School board OKs exemption for testing
If third-graders’ Reading 3-D scores are high enough, they may be able to move on to the fourth grade, even if the students do not pass the reading portion of their end-of-grade test or Read to Achieve requirements.
The Rowan-Salisbury Board of Education unanimously approved the plan Monday, sending that alternative to the Department of Public Instruction.
“We want to give every child every consideration possible before we say, ‘You have to go to summer school before you’re promoted,’ ” said Rowan-Salisbury Director of Elementary Education Alesia Burnette.
Every Rowan-Salisbury third-grader takes the state-mandated reading test, but there are several “good cause exemptions” made available for those who do not pass.
These exemptions allow students to show they read at a third-grade level in other ways than a one-day test. Or they must demonstrate a viable reason why they can’t achieve reading proficiency at this time.
Qualifying for the exemptions, these students will then be able to move up to the fourth grade with the rest of their class.
The good cause exemptions include provisions for students with limited English proficiency, disabilities and previous retentions.
They are available for students who demonstrate a reading proficiency appropriate for third-grade students through the Read to Achieve program by either a completed student reading portfolio or an alternative reading assessment.
The Read to Achieve program, which went into effect this year, gives students the opportunity to move on to the fourth grade if they pass 36 reading passages in a portfolio.
However, the program has faced a great deal of opposition. School boards across the state, including the Rowan-Salisbury Board of Education, have expressed their concerns over the difficulty of the reading passages and its disorganized implementation. Many believe the program was rolled out too quickly.
In response to these concerns, the N.C. Board of Education recently announced that school systems could submit alternative plans for a good cause exemption beyond Read to Achieve for approval.
Burnette and Assistant Superintendent of Curriculum Dr. Julie Morrow asked the board to approve a proposal that would allow Reading 3-D results to be used for a good cause exemption, as well.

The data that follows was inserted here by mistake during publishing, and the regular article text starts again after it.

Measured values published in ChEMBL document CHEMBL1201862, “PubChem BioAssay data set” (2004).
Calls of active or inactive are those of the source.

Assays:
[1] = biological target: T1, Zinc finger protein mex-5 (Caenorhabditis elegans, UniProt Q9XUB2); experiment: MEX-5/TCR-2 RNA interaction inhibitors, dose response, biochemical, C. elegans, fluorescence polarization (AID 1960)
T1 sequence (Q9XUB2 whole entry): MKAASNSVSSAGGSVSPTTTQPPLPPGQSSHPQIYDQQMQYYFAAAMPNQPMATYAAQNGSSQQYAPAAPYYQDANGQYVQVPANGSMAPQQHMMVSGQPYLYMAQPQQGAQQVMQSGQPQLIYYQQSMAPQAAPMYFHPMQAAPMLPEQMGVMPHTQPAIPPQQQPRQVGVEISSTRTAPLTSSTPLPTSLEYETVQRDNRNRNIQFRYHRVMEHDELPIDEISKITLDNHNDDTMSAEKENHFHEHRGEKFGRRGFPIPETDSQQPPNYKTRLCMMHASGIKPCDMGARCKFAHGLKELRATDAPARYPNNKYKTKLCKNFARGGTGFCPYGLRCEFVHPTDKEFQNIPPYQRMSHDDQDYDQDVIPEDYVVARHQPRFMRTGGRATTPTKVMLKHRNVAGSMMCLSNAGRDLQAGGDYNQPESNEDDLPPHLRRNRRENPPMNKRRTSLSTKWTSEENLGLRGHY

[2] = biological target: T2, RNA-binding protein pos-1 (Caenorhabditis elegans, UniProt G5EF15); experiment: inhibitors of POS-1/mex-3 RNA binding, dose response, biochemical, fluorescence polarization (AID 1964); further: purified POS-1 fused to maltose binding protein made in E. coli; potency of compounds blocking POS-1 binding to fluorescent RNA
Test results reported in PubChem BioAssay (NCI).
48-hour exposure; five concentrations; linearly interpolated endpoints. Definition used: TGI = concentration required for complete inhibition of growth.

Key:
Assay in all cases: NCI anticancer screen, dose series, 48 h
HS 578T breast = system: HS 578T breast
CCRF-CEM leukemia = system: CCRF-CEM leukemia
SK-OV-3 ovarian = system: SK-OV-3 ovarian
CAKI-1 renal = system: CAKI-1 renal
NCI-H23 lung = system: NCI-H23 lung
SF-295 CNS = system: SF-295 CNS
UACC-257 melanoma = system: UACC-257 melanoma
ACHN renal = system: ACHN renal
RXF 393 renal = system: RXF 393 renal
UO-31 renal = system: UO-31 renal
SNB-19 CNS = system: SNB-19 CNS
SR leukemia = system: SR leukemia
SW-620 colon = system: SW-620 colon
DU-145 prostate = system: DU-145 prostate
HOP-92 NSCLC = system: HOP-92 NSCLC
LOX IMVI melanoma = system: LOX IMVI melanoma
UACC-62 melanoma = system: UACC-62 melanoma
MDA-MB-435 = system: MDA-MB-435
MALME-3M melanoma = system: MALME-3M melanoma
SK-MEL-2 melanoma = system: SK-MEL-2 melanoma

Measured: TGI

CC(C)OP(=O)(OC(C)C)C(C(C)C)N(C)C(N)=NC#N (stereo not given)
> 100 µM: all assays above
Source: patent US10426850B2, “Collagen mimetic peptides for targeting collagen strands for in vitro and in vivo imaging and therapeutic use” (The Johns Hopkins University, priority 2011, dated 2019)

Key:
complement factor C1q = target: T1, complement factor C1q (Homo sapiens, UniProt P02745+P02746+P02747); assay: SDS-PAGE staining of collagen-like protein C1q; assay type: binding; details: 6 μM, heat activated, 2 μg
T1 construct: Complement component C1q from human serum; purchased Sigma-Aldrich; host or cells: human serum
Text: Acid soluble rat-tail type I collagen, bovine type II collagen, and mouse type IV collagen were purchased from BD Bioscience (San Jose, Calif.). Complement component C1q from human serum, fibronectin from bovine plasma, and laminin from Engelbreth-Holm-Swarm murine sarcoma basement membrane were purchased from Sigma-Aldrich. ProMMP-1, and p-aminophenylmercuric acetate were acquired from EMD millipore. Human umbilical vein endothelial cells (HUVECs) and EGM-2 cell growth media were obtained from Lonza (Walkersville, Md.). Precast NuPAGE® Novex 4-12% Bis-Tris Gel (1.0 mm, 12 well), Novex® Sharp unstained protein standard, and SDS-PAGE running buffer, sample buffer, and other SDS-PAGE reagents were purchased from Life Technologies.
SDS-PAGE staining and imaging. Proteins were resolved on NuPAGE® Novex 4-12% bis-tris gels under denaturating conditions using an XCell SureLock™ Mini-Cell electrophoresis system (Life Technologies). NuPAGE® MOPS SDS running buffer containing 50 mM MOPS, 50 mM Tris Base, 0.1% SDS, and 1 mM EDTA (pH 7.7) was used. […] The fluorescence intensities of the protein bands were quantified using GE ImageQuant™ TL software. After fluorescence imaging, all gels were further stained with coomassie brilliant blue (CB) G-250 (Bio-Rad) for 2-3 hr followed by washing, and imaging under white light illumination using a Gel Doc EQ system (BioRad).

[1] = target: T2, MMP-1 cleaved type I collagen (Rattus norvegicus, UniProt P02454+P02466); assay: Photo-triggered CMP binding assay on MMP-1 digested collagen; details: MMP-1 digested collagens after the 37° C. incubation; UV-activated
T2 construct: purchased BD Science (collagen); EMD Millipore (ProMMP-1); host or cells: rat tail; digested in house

Adding Reading 3-D as another good cause exemption will “expand that list a little bit,” Burnette said.
The program, which is already in place at schools across the state, administers reading assessments at the beginning, middle and end of each school year. It diagnoses what skills are missing and provides strong progress reports. Teachers can use this information to better structure instruction for each student.
The state school board also made some changes to Read to Achieve to improve flexibility and aid the learning process.
Teachers can now use the reading passages instructionally after a student completes the assessment.
“That just makes so much more sense,” Burnette said.
Parents also can see exactly how their child is doing, rather than receiving generalized progress reports.
Students must receive a 70 percent grade across each standard. Previously, they had to receive at least an 80 percent on each individual passage.
“It’s already made a huge difference,” Burnette added.
In December, the Rowan-Salisbury school board passed a resolution expressing its concerns with Read to Achieve and asking the Legislature for a waiver for the current school year.
Susan Cox thanked her fellow board members for passing the resolution, saying it “has been an instrument to bring light throughout the state.”
Chairman Dr. Richard Miller said several state legislators have told him the resolution was influential in bringing the issues to their attention.
Morrow and Burnette also updated the board on the district’s literacy team.
The team meets on a regular basis and is trying to define literacy and how to achieve it in Rowan-Salisbury schools.
Morrow said the group’s goal is to make sure everyone is on the same page.
The five components of reading the team is focusing on are comprehension, vocabulary, fluency, phonics and phonetic awareness.
The group will present its plan for literacy in Rowan-Salisbury schools in either April or May, alongside a framework for how to achieve it.
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